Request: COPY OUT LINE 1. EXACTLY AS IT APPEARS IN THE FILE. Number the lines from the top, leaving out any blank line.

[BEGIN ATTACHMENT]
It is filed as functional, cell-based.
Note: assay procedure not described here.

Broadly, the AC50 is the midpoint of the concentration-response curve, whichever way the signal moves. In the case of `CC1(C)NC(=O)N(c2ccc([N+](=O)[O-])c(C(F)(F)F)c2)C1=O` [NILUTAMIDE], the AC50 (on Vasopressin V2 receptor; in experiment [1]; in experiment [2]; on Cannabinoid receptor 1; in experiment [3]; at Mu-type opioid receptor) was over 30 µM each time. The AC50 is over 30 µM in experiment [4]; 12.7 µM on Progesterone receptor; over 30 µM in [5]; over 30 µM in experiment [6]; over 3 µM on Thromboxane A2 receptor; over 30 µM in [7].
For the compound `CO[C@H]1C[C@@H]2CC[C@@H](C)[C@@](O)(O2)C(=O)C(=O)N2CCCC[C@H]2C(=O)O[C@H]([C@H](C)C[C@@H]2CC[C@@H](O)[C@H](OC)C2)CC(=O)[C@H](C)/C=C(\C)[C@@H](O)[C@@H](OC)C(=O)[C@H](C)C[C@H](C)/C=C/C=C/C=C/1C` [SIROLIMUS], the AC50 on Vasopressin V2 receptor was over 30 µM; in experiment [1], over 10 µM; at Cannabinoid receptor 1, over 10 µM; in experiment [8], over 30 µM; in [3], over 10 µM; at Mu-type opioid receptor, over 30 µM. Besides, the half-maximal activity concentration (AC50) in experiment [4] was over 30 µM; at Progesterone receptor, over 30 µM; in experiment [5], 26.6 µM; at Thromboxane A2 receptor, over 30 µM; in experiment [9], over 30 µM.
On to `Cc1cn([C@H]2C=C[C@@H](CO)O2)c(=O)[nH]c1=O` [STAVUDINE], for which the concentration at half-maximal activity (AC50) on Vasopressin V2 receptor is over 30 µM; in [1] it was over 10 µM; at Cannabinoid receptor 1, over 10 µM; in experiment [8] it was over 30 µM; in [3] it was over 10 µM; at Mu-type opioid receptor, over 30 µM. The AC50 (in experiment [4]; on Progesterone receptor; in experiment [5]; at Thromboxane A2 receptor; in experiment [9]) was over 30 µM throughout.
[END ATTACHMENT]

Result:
It is filed as functional, cell-based.